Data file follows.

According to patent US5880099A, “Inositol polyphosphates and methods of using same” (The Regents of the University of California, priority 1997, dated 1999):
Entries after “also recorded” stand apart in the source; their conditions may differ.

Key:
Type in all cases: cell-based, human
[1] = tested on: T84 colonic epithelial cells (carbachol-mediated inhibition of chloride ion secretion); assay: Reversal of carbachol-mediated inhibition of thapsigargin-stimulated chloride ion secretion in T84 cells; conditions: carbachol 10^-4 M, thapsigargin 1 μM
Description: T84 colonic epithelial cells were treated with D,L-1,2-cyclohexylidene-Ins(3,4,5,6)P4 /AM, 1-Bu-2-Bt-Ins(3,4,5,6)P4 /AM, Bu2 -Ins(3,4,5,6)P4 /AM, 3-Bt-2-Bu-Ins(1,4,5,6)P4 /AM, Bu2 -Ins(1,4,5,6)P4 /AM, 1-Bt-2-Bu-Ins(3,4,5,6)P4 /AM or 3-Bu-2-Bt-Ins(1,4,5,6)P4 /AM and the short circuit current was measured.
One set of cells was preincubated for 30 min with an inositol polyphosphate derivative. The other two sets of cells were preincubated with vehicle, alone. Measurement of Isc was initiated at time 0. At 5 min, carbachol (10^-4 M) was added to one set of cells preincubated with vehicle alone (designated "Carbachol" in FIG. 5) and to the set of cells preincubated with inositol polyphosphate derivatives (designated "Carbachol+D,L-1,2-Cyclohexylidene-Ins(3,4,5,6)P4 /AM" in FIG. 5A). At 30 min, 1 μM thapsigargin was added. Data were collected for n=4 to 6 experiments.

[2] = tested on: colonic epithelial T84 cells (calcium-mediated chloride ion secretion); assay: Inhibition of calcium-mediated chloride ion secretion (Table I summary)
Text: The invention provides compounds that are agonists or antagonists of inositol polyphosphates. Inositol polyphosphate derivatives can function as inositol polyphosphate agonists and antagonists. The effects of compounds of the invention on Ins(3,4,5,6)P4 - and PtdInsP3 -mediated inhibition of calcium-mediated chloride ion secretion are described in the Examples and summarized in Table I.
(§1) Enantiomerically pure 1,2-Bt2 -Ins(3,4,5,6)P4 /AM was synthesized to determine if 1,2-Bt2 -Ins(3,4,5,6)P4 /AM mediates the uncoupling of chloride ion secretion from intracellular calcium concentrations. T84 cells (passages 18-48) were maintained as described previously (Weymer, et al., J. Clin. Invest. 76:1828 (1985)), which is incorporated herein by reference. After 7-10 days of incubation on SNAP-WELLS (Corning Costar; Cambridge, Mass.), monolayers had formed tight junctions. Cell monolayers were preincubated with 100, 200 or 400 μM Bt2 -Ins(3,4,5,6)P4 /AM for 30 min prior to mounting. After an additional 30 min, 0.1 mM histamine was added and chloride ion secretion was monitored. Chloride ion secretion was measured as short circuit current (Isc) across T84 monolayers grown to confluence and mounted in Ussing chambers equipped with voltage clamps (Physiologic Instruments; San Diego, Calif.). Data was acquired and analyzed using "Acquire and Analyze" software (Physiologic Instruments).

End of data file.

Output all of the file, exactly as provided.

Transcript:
According to patent US5880099A, “Inositol polyphosphates and methods of using same” (The Regents of the University of California, priority 1997, dated 1999):
Entries after “also recorded” stand apart in the source; their conditions may differ.

Key:
Type in all cases: cell-based, human
[1] = tested on: T84 colonic epithelial cells (carbachol-mediated inhibition of chloride ion secretion); assay: Reversal of carbachol-mediated inhibition of thapsigargin-stimulated chloride ion secretion in T84 cells; conditions: carbachol 10^-4 M, thapsigargin 1 μM
Description: T84 colonic epithelial cells were treated with D,L-1,2-cyclohexylidene-Ins(3,4,5,6)P4 /AM, 1-Bu-2-Bt-Ins(3,4,5,6)P4 /AM, Bu2 -Ins(3,4,5,6)P4 /AM, 3-Bt-2-Bu-Ins(1,4,5,6)P4 /AM, Bu2 -Ins(1,4,5,6)P4 /AM, 1-Bt-2-Bu-Ins(3,4,5,6)P4 /AM or 3-Bu-2-Bt-Ins(1,4,5,6)P4 /AM and the short circuit current was measured.
One set of cells was preincubated for 30 min with an inositol polyphosphate derivative. The other two sets of cells were preincubated with vehicle, alone. Measurement of Isc was initiated at time 0. At 5 min, carbachol (10^-4 M) was added to one set of cells preincubated with vehicle alone (designated "Carbachol" in FIG. 5) and to the set of cells preincubated with inositol polyphosphate derivatives (designated "Carbachol+D,L-1,2-Cyclohexylidene-Ins(3,4,5,6)P4 /AM" in FIG. 5A). At 30 min, 1 μM thapsigargin was added. Data were collected for n=4 to 6 experiments.

[2] = tested on: colonic epithelial T84 cells (calcium-mediated chloride ion secretion); assay: Inhibition of calcium-mediated chloride ion secretion (Table I summary)
Text: The invention provides compounds that are agonists or antagonists of inositol polyphosphates. Inositol polyphosphate derivatives can function as inositol polyphosphate agonists and antagonists. The effects of compounds of the invention on Ins(3,4,5,6)P4 - and PtdInsP3 -mediated inhibition of calcium-mediated chloride ion secretion are described in the Examples and summarized in Table I.
(§1) Enantiomerically pure 1,2-Bt2 -Ins(3,4,5,6)P4 /AM was synthesized to determine if 1,2-Bt2 -Ins(3,4,5,6)P4 /AM mediates the uncoupling of chloride ion secretion from intracellular calcium concentrations. T84 cells (passages 18-48) were maintained as described previously (Weymer, et al., J. Clin. Invest. 76:1828 (1985)), which is incorporated herein by reference. After 7-10 days of incubation on SNAP-WELLS (Corning Costar; Cambridge, Mass.), monolayers had formed tight junctions. Cell monolayers were preincubated with 100, 200 or 400 μM Bt2 -Ins(3,4,5,6)P4 /AM for 30 min prior to mounting. After an additional 30 min, 0.1 mM histamine was added and chloride ion secretion was monitored. Chloride ion secretion was measured as short circuit current (Isc) across T84 monolayers grown to confluence and mounted in Ussing chambers equipped with voltage clamps (Physiologic Instruments; San Diego, Calif.). Data was acquired and analyzed using "Acquire and Analyze" software (Physiologic Instruments).